“We have seen a lot more up-and-coming businesses doing the pop-up thing, not necessarily brick-and-mortars,” says Laura vanZandt, who manages social media for the Herbivorous Butcher and blogs at Bite-Sized Beet. For example, Hope’s Vegan Kitchen sells croissants and cookies at farmers’ markets, and Prairie Vegan Pies offers pastries at local events. Another new development is Vegan Invasion, a completely plant-based food-and-drink festival held in July.
New Wine Program: Popol Vuh
When we dine out, we often take it for granted that we can order a wine from the same part of the world as the cuisine: a glass of Chianti with lasagna, or Burgundy alongside boeuf bourguignon. What about the wood-fired Mexican cuisine at Popol Vuh in Minneapolis?
“As a restaurateur, you always want to offer something to guests they can’t get anywhere else,” says owner Jami Olson, who traveled to northwestern Mexico’s Baja region to research its centuries-old wine industry.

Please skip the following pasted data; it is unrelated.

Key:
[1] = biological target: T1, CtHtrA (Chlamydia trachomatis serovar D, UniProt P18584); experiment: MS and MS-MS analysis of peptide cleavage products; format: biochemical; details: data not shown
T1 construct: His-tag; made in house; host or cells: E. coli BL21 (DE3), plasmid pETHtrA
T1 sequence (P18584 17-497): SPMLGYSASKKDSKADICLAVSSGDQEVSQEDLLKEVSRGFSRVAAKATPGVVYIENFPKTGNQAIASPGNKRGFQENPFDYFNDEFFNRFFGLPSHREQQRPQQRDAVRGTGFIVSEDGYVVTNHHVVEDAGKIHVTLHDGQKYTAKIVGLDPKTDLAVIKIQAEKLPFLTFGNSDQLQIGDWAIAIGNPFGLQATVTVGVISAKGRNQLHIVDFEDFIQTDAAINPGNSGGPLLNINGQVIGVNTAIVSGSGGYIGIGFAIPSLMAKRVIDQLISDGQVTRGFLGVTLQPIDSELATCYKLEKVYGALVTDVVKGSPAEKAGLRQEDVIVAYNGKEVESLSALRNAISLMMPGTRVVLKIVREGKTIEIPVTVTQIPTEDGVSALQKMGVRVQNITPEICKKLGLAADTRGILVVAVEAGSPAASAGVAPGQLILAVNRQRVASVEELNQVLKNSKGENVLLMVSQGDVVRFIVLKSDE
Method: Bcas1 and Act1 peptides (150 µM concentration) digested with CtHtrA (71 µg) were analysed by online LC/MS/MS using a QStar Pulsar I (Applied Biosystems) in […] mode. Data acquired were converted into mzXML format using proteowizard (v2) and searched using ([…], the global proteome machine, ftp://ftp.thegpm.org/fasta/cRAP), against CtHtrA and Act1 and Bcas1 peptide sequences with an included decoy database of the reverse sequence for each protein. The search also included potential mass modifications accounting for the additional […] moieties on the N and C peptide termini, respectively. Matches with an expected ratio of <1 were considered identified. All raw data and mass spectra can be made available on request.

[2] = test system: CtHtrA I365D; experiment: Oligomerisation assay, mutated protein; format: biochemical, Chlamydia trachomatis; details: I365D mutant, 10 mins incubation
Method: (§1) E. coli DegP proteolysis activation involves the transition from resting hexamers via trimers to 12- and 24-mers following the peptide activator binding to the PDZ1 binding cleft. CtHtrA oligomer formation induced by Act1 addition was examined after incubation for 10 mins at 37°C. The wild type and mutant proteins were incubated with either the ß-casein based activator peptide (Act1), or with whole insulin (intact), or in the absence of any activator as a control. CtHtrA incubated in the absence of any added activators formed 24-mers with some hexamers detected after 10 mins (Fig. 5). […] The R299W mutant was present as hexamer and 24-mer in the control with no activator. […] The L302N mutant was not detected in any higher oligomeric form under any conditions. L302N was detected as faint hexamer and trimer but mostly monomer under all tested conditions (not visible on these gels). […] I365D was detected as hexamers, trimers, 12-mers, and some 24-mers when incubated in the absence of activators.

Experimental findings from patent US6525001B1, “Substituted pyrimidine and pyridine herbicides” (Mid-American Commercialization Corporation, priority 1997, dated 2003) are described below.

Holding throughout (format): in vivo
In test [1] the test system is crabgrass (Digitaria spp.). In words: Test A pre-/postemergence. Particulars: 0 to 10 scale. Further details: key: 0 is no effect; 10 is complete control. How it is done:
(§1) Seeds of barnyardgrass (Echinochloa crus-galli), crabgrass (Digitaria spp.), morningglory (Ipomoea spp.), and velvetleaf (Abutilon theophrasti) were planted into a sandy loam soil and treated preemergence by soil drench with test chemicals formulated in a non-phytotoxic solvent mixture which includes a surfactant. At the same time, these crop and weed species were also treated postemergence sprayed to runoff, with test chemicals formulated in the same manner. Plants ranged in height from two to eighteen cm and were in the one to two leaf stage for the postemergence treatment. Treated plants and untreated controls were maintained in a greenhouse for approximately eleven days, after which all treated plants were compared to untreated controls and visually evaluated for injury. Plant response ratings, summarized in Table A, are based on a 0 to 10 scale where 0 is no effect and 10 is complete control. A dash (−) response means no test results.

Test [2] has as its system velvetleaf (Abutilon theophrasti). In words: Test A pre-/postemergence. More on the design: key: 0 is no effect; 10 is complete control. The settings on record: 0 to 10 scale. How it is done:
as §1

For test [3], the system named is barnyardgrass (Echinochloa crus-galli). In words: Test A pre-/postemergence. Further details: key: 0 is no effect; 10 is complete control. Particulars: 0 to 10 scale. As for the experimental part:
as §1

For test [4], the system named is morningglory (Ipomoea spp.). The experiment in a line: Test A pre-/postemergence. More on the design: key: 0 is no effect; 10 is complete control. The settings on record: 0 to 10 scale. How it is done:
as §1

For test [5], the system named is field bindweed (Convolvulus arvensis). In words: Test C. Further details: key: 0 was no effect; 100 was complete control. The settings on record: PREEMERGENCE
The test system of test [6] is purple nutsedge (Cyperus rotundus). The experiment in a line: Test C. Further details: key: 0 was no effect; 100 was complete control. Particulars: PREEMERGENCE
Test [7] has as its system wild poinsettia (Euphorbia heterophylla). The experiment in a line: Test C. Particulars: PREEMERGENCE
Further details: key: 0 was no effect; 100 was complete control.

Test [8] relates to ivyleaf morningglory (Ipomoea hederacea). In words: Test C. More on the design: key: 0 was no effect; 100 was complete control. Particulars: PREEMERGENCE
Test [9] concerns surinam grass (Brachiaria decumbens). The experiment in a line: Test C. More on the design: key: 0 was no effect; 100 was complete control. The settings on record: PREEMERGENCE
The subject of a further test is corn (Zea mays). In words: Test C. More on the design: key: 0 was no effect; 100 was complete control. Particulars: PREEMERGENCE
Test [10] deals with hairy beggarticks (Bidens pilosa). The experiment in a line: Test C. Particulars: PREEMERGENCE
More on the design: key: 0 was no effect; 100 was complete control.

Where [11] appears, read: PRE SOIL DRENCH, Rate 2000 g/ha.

“Getting down there and just tasting with the winemakers is very inspiring,” Olson says. “If you have a story that goes with the wine, to share with [restaurant] guests and servers, that offers the next-level experience.”
Popol Vuh’s still-growing Mexican wine program offers nearly a dozen selections by the bottle, sourced from St. Paul-based New France Wine Company. In 2018, vice president Erin Ungerman took on building the company’s Mexican wine portfolio as a passion project and included Olson in the process.
“It’s exciting for me,” Ungerman says. “I’ve loved the wines from this region for a long time. We’re seeing a trend in our dining scene of more-upscale Mexican restaurants—you’re seeing that across the country—and that’s driving these wines.”